"ONLY THREE HUMANS COULD HAVE PICKED out that sweater Ron MacLean was wearing: Ray Charles, Stevie Wonder and Jose Feliciano. Four if you count Don Cherry's tailor." - Frenchie McFarlane, a comedian, on McLean's loud sweater choice for CBC's Hockey Day In Canada.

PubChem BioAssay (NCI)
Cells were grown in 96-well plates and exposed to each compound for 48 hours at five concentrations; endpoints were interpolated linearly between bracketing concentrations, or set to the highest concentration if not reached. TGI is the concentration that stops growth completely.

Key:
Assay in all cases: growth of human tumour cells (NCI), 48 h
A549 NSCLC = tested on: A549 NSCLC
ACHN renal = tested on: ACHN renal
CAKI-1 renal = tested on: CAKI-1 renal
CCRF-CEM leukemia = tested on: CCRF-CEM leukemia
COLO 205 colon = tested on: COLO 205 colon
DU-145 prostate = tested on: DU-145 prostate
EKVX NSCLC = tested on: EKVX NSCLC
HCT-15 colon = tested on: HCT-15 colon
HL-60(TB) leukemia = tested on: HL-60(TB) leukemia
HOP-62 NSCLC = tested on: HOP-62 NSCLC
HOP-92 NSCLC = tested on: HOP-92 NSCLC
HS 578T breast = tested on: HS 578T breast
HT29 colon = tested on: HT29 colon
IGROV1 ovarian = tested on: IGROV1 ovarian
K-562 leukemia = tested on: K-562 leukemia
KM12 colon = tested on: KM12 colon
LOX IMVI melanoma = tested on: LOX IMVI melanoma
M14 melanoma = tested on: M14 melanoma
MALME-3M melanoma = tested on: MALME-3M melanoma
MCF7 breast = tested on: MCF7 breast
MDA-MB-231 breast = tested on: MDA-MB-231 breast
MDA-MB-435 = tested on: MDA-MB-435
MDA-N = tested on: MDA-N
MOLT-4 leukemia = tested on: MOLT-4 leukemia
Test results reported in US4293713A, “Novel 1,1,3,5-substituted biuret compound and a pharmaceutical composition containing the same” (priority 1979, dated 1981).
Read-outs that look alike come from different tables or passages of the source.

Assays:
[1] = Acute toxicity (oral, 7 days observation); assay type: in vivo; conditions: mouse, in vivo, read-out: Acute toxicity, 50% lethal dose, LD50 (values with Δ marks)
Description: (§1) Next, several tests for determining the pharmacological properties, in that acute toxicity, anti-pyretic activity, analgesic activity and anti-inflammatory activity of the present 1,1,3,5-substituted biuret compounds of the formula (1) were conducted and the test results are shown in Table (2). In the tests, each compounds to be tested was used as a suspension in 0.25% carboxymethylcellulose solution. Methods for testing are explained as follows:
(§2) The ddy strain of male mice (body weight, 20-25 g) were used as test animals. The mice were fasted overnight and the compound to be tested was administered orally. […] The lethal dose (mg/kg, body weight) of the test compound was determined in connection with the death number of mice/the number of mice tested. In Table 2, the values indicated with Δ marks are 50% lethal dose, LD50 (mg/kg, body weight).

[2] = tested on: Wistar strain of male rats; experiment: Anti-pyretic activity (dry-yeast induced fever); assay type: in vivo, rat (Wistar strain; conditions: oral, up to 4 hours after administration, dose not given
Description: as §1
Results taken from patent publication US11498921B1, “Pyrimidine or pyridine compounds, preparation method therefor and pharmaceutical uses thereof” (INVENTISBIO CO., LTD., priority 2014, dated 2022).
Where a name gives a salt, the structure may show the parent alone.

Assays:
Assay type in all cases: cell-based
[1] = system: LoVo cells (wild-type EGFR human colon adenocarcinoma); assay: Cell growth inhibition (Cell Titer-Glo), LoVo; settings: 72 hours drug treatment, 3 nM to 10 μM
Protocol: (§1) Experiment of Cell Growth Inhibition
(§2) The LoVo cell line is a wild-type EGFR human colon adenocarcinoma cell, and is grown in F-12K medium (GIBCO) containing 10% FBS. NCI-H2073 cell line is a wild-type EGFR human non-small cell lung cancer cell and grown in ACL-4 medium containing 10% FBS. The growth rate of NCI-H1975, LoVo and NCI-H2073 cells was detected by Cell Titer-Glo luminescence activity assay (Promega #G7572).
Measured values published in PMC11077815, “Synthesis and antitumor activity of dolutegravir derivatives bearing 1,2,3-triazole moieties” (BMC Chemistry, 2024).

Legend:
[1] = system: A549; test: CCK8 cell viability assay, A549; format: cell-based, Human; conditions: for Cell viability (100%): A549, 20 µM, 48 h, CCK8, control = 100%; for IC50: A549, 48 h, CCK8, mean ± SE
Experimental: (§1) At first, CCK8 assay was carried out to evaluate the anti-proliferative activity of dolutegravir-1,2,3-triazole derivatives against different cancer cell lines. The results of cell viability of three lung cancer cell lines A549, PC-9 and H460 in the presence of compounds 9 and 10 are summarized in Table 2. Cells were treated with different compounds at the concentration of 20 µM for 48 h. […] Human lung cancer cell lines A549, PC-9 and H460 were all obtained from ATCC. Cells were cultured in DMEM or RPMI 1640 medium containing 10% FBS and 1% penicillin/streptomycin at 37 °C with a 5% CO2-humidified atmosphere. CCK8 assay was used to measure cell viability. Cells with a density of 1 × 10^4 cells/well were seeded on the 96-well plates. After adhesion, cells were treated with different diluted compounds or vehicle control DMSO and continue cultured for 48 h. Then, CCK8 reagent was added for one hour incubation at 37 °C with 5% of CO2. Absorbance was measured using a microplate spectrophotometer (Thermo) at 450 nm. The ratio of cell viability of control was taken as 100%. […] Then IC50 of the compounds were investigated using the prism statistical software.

THAT WILD 7-6 EDMONTON VICTORY OVER MONTREAL LAST WEEK brought to focus an obvious fact - it doesn't take talent to score a lot of goals. Just weak goaltending, plenty of soft play, no backchecking and a general nightmare for the coaches involved. The presumption has always been that a return to 80's style hockey has been prevented by the absence of talent around the NHL - most seeming to forget that the NHL went from six teams to 21 - 15 new teams - in only 12 years between 1967 and 1979 without adding a significant new source for players. The most recent expansion period, 1989 through to 2000 saw the addition of nine new teams while the political collapse of the Eastern Bloc of Europe provided a significant source of new talent. As entertaining as the Edmonton/Montreal game was for fans, particularly with the Oil coming from a 6-3 deficit to win, the participants saw the game for what it really was - bad hockey. "It was a wild one," said Edmonton coach Craig McTavish. "For those people who were around in the '80s, I'm sure they found that a pretty entertaining brand of hockey. But not anymore.'' The hero of the game, Jochen Hecht of Edmonton, with two goals and two assists, was even more blunt. "I don't want to play any more of those games,'' said Hecht. "One of those a year is enough.'' "Not a good game to be behind the bench," said Canadiens coach Michel Therrien. "I'm sure Craig MacTavish feels the same way." "I'm sure they're not happy with the way they played, but they're happy with the two points," said Montreal's Chad Kilger. "Us? We're not happy with the way we played and we're not happy with the result, either.'' And there's a reason you won't see a repeat of that game from either team. "You've got to remember," says Montreal's Shaun Van Allen "if I'm the guy making the turnovers, then I find my butt stapled to the bench. I don't know if it could ever go back to those days. As soon as you have games like this one, coaches will go back to defensive zone coverage. "I know what we'll be working on (today in practice)." Interestingly, as much as the fans might have loved the game, the participants, almost to a man, felt it was a lousy game. We'll leave it to Carolina's Ron Francis, waxing poetic on his 20-year career, to close the debate with comments made to Eric Duhatschek of the Globe & Mail this week. "Obviously the players have gotten bigger and faster, and the ice surface hasn't kept pace, so there's not much room out there,'' said Francis "The biggest thing, though, is there's no surprises for a player when he steps out on the ice now, not with the technology teams are using. They know exactly what the other team's system is, what their penalty killing likes to do, what their power-play tendencies are. Everybody is so well prepared. Teams can set up their defences to limit the scoring." And therein lies the dilemma for the NHL - entertaining hockey isn't necessarily good hockey.